Signs are going up around Capitol Hill.
Signs are going up around Capitol Hill. Nathalie Graham

When the campaign to recall District 3 City Council Member Kshama Sawant launched in early August, organizers claimed they had already raised $15,000. They also specifically asked interested parties only to contribute $25 or less to the ongoing effort.

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As I reported last month, a campaign would only ask for donations that low for a couple reasons, both of which involve the fact that the Seattle Ethics and Elections Commission (SEEC) does not require campaigns to report names, addresses, or employer information for donations that small.

According to the latest campaign filings, the Recall Sawant now reports over $40,890 in contributions from over 1,700 people. A whopping 19 of those donors listed their names and addresses. The rest are lumped in anonymously as "Unitemized Contributors of $25 or Less." Recall Sawant received 94% of its funds from these anonymous donors. But emails between the campaign's chair and others paint a clearer picture of who else is contributing time and resources to the campaign.

The head of the Recall Sawant campaign is District 3 resident named Ernie Lou, who cites "Sawant's actions and policy proposals" and a list of Mayor Jenny Durkan's grievances among his reasons for initiating the recall effort. But, according to emails, the body of the campaign is a little swarm of familiar Sawant rivals: ICE landlord and Seattle real-estate magnate Martin Selig tossed in a little cash, his daughter and presumed successor Jordan Selig is eager to help, and former District 3 council candidate Egan Orion contributed to the cause a list of around 2,500 campaign donors' names, addresses, and employers on the condition that the campaign kept his involvement "a secret."

If Recall Sawant makes it onto an upcoming ballot—SEEC director Wayne Barnett thinks maybe April 2021, if they get the signatures—only in-district residents would be allowed to vote on the issue. However, anyone can donate. Of the non-anonymous donors, only one listed an address in District 3 so far. She gave $50. A donor from Renton gave $25, and one from Bonney Lake threw in $50. An Amazon employee from Shoreline sent in $100.

According to Steve Finley, a consultant "doing some work with the Recall Sawant campaign," Selig, who lives outside the district, gave $25.

That's not much, considering the fact that the Seattle real estate mogul has been spending big in political campaigns since 2004, when he shelled out $273,156 to support the Monorail Recall initiative. In 2016, he maxed out his donations to Trump at $5,600. Selig also spent up to the $500 limit for Orion, who ran against Sawant in 2019. After scrutiny, Orion returned Selig's donation.

Finley said the only communication he'd had with Selig was to get Selig's address for a "$25 donation."

Finley also said he had never heard the name Jordan Selig before our chat Thursday, but emails show that he at least should have heard of her.

On August 17, Jordan Selig replied to an email from Lou, who was using the official Recall Sawant account, by saying, "Please let me know how I can be of help to you."

Lou then asked Jordan to forward all Recall Sawant emails to her contacts, and said he would add her to the campaign's volunteer list. The next day, Lou forwarded the email thread to Finley. Apparently beguiled by Jordan's gender-neutral name, Lou wrote: "Steve, Martin Selig's son! I told him to forward our emails to his contacts!!!"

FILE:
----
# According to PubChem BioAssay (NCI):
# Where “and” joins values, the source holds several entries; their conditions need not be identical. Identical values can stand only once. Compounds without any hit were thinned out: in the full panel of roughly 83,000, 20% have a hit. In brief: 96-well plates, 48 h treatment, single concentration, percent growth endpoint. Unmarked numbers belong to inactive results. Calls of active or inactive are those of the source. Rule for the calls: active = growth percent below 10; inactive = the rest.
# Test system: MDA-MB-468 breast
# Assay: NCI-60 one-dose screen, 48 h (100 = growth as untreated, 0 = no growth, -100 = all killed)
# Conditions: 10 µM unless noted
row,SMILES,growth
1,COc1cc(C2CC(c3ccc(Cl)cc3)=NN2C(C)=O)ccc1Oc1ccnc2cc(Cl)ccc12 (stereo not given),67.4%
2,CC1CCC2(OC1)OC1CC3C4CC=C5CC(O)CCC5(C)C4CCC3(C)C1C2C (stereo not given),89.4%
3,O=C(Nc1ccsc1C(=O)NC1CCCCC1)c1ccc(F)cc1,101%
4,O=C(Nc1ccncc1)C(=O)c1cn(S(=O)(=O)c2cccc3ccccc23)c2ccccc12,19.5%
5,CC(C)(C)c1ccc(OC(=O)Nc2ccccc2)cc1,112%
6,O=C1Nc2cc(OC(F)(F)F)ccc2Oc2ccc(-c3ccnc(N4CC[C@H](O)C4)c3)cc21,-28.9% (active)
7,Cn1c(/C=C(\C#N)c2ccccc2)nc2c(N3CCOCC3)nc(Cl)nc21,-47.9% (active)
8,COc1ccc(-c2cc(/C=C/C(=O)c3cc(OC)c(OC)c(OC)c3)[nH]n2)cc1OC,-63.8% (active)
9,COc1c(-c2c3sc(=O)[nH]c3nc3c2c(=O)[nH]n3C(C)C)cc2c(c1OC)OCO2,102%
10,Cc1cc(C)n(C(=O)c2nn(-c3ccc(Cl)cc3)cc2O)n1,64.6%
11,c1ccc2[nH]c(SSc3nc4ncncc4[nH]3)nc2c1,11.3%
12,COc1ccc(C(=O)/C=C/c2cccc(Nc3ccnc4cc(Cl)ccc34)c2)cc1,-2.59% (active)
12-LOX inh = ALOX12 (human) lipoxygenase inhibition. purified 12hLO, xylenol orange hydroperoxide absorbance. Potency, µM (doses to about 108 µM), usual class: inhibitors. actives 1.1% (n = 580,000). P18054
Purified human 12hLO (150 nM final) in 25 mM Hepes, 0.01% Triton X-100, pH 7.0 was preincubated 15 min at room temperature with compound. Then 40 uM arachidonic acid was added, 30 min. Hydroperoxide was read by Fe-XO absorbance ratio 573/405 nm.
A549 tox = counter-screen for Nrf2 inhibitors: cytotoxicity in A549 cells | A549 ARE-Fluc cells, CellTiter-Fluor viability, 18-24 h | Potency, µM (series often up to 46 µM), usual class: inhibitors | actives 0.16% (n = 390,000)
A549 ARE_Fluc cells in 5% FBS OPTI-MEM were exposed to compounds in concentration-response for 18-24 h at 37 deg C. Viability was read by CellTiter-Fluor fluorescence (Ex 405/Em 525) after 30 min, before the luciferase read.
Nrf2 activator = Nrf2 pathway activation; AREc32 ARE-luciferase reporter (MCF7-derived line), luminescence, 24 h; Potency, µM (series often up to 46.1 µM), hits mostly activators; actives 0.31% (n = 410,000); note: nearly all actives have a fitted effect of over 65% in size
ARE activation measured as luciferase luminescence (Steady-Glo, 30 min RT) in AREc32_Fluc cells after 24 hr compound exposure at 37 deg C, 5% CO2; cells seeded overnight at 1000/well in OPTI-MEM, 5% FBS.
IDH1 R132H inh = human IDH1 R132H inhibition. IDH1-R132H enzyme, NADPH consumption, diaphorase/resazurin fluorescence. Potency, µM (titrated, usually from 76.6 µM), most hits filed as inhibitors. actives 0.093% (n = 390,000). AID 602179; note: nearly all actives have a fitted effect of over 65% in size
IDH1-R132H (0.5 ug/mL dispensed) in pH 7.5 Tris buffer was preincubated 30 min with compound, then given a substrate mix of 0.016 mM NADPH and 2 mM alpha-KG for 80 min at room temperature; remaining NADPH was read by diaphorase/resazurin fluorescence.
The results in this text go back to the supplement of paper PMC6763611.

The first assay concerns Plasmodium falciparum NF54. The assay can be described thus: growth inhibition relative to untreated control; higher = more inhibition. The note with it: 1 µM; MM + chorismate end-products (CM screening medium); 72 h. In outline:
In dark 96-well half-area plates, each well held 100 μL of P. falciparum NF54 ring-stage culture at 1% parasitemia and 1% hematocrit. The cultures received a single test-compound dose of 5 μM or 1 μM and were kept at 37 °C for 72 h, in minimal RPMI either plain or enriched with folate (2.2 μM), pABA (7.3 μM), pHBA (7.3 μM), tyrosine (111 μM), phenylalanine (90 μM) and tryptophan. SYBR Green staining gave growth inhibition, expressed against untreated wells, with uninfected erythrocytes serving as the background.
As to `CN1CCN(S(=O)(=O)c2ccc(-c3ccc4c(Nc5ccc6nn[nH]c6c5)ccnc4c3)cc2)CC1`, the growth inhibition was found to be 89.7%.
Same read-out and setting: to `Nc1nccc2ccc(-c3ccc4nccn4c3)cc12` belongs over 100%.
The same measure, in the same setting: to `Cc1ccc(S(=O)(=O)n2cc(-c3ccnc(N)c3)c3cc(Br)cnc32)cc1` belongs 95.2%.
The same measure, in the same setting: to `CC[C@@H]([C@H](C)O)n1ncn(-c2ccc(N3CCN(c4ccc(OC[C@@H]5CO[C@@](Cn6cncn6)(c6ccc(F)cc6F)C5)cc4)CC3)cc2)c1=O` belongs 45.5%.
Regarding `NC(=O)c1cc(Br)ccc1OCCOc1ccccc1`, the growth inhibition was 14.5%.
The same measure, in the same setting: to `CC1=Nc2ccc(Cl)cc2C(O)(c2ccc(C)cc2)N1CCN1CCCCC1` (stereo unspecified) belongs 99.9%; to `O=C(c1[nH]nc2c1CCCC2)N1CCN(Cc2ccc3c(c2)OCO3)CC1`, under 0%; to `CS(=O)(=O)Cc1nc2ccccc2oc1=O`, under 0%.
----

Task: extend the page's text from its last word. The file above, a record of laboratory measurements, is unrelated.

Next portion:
Jordan Selig did not respond to a request for comment. Her automatic email reply stated she was out on vacation. Lou also did not respond to a request for comment.

Lou also wrote to Orion for help. On August 7, he described the need to conduct the signature-gathering process via mail due to the pandemic, and then asked if the campaign could use Orion's "robust email and physical address mailing list" to fundraise.

Orion replied, "I can help. But I want my participation kept a secret. Is that possible? I have a list of 2,500 supporters who donated to my campaign."

"Absolutely this will remain CONFIDENTIAL," Lou wrote back. He then sent an email to Finley: "Steve, Egan is in!" Finley confirmed that this email exchange occurred, and that Orion sent an email list to Lou.

According to Orion's follow-up email, he sent the Recall Sawant campaign a list of donors he had the emails for, and included zip code and employer information "if that's useful." In an email, Orion said providing that information amounted to the extent of his involvement with the campaign.

"I have had no involvement in the Recall Sawant campaign beyond providing them a list of supporters from my 2019 campaign (that information is all available to the general public online, save for e-mail addresses)," he said. "I asked that my involvement not be made public because I had no desire to be part of the recall campaign. Except for the most egregious cases, I don’t believe in using recalls as a political tool. That’s why we have elections. That said, I thought my supporters might be interested in the recall effort, which is why I shared the information."

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If you were an Orion donor and got an email from Recall Sawant, then this is why!

The Recall Sawant campaign hasn't released any official statements in the past month, but signs advertising the effort have cropped up around Capitol Hill.

Meanwhile, according to Capitol Hill Seattle Blog, Sawant's office plans to host a Kshama Solidarity Rally on September 16.

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